These angels are sweet but very firm: they get him reenrolled in college and ride Dennis until he graduates with good grades and is admitted to medical school; they cook his meals and wash his clothes, they prepare flash-cards and alternately chide and praise him all the way along.
Now in med school, Dennis begins to realize that his "destiny" isn't what he wants from life -- he misses his video games, and senses a yawning chasm between the life he is being dragged into and the life he needs to live. What happens next is touching, surprising, and extremely satisfying (and I won't give it away).
Yang's got a gift for characters who understand their duty but don't fully believe it; Level Up is a great example of that dilemma. It's a manifesto for everyone who's ever wrestled with the expectations of their family, their friends, and their society (and who hasn't?), and it's ultimately both humane and inspiring.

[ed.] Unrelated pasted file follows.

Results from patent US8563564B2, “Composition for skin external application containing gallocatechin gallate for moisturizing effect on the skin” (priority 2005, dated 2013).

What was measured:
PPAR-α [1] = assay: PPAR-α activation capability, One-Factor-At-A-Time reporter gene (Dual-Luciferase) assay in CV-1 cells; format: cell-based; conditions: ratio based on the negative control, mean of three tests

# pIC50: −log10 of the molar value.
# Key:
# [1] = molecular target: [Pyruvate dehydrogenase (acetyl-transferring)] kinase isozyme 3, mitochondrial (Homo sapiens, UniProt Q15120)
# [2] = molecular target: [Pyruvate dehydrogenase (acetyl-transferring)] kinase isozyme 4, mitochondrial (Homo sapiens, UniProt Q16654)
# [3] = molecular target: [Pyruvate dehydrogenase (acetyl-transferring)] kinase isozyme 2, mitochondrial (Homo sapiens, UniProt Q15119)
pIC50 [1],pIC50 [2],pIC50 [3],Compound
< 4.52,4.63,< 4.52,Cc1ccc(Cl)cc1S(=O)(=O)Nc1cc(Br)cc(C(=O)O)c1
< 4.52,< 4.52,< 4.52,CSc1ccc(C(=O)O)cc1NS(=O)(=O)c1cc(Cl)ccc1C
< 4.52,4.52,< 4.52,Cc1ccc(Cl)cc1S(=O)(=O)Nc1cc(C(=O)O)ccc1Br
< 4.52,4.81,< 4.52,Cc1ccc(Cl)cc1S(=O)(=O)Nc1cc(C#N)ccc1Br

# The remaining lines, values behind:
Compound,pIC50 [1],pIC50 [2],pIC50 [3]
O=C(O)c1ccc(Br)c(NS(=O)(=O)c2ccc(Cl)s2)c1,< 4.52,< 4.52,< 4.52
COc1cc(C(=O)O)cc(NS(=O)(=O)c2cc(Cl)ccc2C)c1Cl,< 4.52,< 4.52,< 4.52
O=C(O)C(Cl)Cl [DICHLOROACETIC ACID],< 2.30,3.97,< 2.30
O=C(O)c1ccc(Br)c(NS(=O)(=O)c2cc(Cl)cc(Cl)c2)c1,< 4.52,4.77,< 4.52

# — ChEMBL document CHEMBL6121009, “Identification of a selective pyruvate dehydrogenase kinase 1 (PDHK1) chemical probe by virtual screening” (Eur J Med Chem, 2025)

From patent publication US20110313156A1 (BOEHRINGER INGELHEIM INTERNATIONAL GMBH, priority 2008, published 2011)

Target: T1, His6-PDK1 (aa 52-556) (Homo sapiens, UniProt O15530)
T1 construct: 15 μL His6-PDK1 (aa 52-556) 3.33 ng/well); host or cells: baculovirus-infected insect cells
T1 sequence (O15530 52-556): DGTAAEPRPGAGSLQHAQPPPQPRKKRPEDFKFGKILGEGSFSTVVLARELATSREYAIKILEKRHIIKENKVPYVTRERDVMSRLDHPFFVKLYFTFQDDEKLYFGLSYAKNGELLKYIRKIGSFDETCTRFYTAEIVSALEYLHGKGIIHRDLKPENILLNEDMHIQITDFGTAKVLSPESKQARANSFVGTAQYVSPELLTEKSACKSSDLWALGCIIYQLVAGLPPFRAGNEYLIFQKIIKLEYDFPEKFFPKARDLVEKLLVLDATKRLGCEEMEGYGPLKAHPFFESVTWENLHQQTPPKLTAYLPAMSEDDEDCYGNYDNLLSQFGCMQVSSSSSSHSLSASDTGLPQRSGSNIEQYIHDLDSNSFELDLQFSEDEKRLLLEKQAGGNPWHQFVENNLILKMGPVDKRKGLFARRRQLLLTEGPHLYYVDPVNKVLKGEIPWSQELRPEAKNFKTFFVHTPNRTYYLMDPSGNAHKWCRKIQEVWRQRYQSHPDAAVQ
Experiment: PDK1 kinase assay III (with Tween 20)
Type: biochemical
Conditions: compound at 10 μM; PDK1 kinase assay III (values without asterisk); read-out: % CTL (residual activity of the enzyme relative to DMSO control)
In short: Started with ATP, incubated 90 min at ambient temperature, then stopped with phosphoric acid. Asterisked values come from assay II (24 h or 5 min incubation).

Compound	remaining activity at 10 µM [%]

I write books. My latest is a YA science fiction novel called Homeland (it's the sequel to Little Brother). More books: Rapture of the Nerds (a novel, with Charlie Stross); With a Little Help (short stories); and The Great Big Beautiful Tomorrow (novella and nonfic). I speak all over the place and I tweet and tumble, too.